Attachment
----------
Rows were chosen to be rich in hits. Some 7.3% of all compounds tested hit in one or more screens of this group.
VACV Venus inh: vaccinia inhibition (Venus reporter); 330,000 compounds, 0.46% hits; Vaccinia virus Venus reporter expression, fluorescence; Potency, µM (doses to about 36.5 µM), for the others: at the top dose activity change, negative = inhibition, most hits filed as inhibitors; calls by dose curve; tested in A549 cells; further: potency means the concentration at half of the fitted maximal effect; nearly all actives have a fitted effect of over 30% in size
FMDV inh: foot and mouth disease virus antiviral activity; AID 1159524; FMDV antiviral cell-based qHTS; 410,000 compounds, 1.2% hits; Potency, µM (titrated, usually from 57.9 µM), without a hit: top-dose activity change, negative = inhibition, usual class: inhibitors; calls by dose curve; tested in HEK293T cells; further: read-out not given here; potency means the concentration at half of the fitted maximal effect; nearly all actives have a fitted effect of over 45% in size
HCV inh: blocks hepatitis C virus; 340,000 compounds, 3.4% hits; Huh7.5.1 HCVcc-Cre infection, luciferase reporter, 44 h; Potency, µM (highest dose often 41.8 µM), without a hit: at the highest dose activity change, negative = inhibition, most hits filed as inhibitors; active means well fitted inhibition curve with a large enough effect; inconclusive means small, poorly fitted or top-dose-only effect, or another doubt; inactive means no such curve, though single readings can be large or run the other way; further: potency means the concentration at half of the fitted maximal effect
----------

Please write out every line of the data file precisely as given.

Rows were chosen to be rich in hits. Some 7.3% of all compounds tested hit in one or more screens of this group.
VACV Venus inh: vaccinia inhibition (Venus reporter); 330,000 compounds, 0.46% hits; Vaccinia virus Venus reporter expression, fluorescence; Potency, µM (doses to about 36.5 µM), for the others: at the top dose activity change, negative = inhibition, most hits filed as inhibitors; calls by dose curve; tested in A549 cells; further: potency means the concentration at half of the fitted maximal effect; nearly all actives have a fitted effect of over 30% in size
FMDV inh: foot and mouth disease virus antiviral activity; AID 1159524; FMDV antiviral cell-based qHTS; 410,000 compounds, 1.2% hits; Potency, µM (titrated, usually from 57.9 µM), without a hit: top-dose activity change, negative = inhibition, usual class: inhibitors; calls by dose curve; tested in HEK293T cells; further: read-out not given here; potency means the concentration at half of the fitted maximal effect; nearly all actives have a fitted effect of over 45% in size
HCV inh: blocks hepatitis C virus; 340,000 compounds, 3.4% hits; Huh7.5.1 HCVcc-Cre infection, luciferase reporter, 44 h; Potency, µM (highest dose often 41.8 µM), without a hit: at the highest dose activity change, negative = inhibition, most hits filed as inhibitors; active means well fitted inhibition curve with a large enough effect; inconclusive means small, poorly fitted or top-dose-only effect, or another doubt; inactive means no such curve, though single readings can be large or run the other way; further: potency means the concentration at half of the fitted maximal effect